WIFI is a wonderful thing and makes our lives that much easier. Even with the latest and greatest technologies, WIFI is often slow and unreliable compared to a wired network. Interesting real world tests conducted by Epitiro show that a WIFI connection is on average 30 percent slower than a wired one.

You're not going to wire your iphone, Android or ipad and browsing the web on WIFI works well enough but the minute you start playing games, streaming video, using HD video chatting or other service that requires low latency high bandwidth connectivity, you'll feel the pain of WIFI.

Start passing the wires

If your lucky enough to build your new house, you may be able to wire every room with nice and reliable Category 6 cable. You can then route all the cables to one central location and interconnect everything with a gigabit switch.

But most of us won't be building a new home anytime soon and making holes in perfectly good walls and floors is out of the question.

Enter Powerline adapters

Powerline adapters are small little devices that plug into your electrical outlets and use your house's existing electrical wiring to transmit data. Powerline networks aren't as fast as a direct wired Ethernet network but they are the next best thing. There are various models currently available but you should expect between 200Mbps up to 500Mbps networking performance.

Even the slowest name brand powerline adapter will provide enough bandwidth to play games, transfer large files and stream high quality video. It will provide wireless coverage anywhere you have a power plug and in most cases will be much faster (and more reliable) than your WIFI setup.

Dlink PowerLine AV+ Mini Adapter Starter Kit (DHP-309AV)

Looking a the box, I thought the adapters would be huge but I was oh so wrong. These adapters are small and light. Installation couldn't have been easier. I plugged both adapters into separate power outlets, I then pressed the little button on the bottom of the first adapter, I then pressed the button on the bottom of the second adapter and within 2 minutes I had setup a secure network connection between these 2 adapters.

It's important to note that these adapters should be plugged directly into the wall without a power adapter, no extension cords or other line conditioner. It is also recommended that you not plug these next to a power hungry appliance. Otherwise you shouldn't experience any issues.

Click on the image to see the full size one in a new window.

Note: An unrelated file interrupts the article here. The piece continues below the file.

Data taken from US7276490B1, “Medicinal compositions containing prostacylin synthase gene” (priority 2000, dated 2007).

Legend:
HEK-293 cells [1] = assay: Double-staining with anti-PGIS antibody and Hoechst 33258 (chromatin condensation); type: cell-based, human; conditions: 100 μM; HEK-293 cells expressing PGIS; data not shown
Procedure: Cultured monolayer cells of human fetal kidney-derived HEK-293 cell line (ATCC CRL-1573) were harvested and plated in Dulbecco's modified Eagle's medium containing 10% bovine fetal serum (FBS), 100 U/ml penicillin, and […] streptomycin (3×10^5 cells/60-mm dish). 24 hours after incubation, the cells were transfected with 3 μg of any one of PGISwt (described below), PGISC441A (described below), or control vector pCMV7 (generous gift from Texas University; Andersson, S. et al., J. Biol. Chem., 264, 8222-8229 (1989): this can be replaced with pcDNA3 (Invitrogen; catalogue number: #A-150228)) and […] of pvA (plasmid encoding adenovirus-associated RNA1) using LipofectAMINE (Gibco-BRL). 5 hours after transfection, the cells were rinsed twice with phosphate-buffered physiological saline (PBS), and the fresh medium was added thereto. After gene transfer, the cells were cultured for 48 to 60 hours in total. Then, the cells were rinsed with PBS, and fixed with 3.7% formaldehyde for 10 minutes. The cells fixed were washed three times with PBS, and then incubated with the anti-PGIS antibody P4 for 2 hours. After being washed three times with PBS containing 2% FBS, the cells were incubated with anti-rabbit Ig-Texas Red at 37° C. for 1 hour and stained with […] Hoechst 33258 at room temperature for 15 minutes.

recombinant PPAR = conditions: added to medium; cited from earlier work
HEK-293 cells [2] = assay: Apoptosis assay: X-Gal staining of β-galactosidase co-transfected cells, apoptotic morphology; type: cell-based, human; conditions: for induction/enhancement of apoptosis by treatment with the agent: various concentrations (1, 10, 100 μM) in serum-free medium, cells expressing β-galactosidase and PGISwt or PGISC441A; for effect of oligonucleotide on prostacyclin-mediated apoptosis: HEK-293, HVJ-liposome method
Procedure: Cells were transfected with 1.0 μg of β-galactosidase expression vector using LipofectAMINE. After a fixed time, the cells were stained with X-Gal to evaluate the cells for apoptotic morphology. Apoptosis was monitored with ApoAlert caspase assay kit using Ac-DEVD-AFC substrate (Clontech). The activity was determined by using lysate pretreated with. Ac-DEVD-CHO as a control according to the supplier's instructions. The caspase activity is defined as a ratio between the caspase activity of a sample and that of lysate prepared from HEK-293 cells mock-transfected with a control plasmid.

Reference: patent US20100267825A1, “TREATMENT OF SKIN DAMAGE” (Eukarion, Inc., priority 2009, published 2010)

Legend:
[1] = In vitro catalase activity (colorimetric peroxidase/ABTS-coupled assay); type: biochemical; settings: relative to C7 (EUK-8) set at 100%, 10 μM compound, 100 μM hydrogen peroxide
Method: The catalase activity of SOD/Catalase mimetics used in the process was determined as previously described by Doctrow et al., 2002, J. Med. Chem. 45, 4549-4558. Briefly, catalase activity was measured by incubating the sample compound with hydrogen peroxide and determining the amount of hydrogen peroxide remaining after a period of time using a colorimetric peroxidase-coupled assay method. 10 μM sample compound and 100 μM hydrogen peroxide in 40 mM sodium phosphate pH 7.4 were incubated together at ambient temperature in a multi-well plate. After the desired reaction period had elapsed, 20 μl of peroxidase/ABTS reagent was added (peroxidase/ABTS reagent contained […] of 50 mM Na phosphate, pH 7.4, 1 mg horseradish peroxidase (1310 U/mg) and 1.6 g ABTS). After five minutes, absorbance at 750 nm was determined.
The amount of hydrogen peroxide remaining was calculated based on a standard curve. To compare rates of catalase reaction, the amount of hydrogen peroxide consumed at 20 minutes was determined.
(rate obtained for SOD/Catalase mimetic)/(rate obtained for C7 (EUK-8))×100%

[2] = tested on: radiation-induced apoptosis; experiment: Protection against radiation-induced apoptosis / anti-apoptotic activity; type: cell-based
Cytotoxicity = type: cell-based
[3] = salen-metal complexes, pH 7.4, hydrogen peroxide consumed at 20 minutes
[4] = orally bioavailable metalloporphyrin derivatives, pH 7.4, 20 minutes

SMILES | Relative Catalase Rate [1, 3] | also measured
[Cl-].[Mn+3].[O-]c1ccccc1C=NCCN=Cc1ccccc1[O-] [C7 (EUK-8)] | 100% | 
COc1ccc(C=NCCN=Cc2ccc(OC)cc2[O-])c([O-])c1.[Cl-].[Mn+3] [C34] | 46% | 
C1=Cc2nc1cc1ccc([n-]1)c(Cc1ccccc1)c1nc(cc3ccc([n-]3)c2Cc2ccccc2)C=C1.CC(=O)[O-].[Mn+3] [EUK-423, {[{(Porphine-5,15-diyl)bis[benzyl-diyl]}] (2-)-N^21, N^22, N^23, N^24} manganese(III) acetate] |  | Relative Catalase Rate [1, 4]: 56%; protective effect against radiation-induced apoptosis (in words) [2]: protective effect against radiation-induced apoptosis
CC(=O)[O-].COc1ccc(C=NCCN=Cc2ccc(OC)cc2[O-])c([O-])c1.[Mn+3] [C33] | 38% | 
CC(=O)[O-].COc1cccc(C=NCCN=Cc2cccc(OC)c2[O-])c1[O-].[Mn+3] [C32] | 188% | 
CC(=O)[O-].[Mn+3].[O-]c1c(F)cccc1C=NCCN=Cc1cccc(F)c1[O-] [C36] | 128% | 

My test

At first I was going to test it for a couple of days and write my review but I had such a wonderful experience, I decided to do a longer 3 week test instead.

My internet connection at home is fiber to the house with 16Mmbps down and 8Mbps up. When plugged into the main router, my speed is always constant with only 8ms latency and I always hit the advertised speed.

I conducted WIFI tests with an Engius, Linksys, Apple Airport Extreme and the WIFI built into my fiber router. All wireless routers were configured into a forced 801.11n mode and I chose a channel with very little interference. Most devices were MIMO with multiple antennas.

My test devices were a laptop, desktop with gigabit Ethernet adapter, iphone 4, iphone 4s and an ipad. I tested my internet speed on each of these devices using all of the Wireless routers (only 1 router was online at a time so as not to create interference). My first tests were conducted in the same room, then I move one floor up/down and the last test was from the basement.

The best performance was when I was in the same room as the router and I was very close to wired performance. The next test from 1 floor up/down showed good degradation and my speeds were almost half or worse. The last test from the basement was the worst with speeds less than a quarter of wired.

I then placed one of the powerline adapters next to the router and went to the furthest point in the house (based on location and wiring layout). I then plugged my laptop and desktop (separately) and conducted my tests. I started with a speedtest. Then I tested transferring large (2-20GB files). I also played latency sensitive internet using games. My last test was streaming an mkv super high quality video file from my server to a set top box. Everything worked flawlessly and everything was super speedy. The powerline setup added a 15% latency (negligible). Tests to and from the internet delivered the full capacity of my internet connection. Transfers from my laptop to my desktop where happening at speeds of between 120Mbps to 178Mbps (these adapters have been designed for 200Mbps).

As for latency, WIFI game me 30-100ms of latency whereas the powerline adapters were 12-15 ms (with a wired connection into the router I get 8ms)

I lent these to a friend who connected his Xbox 360 to the internet and everything worked perfectly. No lag or slowdowns. No degradation. It just worked.

Comparing to others

I compared the performance of the Dlink to other 200Mbps rated powerline adapters from Tenda, TP Link and Trendnet. Dlink seemed to outperform its competitors by 8-17%. Dlink really shined when I started streaming HD video. Some of the others caused the stream to buffer whereas the stream powered by DLink was consistently fast and smooth.

Considering the others are sold at almost the same price, Dlink seems to be the better investment.

Purchasing them

Doing a quick internet search, Americans can pick these up from Amazon for about $49. Canadians can scoop up a pair from FutureShop for $69.